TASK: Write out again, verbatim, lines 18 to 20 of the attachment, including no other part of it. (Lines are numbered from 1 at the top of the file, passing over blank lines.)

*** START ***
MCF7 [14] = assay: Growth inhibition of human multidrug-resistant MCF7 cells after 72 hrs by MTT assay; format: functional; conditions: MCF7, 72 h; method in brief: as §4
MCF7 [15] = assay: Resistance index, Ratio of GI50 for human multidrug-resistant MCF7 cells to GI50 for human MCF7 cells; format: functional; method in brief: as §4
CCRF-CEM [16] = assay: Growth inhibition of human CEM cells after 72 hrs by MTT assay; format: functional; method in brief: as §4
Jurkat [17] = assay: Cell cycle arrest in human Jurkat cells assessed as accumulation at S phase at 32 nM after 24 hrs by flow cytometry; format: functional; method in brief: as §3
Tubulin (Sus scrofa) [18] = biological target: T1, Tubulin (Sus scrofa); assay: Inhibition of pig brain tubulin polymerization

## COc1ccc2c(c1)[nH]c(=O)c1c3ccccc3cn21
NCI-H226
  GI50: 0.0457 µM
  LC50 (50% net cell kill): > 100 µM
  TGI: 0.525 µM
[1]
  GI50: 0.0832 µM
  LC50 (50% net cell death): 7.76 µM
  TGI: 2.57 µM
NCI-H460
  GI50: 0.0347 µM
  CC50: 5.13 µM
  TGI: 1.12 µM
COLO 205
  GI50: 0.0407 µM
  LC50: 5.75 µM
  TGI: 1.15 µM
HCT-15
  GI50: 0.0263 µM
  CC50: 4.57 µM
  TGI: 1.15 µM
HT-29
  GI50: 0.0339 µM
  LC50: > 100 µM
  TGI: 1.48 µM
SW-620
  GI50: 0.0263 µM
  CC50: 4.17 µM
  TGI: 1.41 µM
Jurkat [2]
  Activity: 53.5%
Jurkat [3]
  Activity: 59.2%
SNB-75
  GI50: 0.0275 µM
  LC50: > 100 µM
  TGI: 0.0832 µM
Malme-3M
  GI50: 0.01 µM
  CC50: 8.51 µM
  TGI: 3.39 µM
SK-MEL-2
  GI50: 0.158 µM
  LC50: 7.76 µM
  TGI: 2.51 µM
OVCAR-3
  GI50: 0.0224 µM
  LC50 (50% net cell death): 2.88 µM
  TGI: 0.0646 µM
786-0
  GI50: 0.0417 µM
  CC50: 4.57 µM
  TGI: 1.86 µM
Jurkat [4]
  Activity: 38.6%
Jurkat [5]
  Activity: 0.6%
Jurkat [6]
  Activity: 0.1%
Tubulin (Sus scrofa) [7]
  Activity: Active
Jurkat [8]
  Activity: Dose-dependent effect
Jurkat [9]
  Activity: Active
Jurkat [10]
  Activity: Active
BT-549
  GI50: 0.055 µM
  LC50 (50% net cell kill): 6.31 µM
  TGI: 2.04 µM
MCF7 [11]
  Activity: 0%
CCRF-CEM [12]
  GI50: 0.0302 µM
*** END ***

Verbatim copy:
  TGI: 1.12 µM
COLO 205
  GI50: 0.0407 µM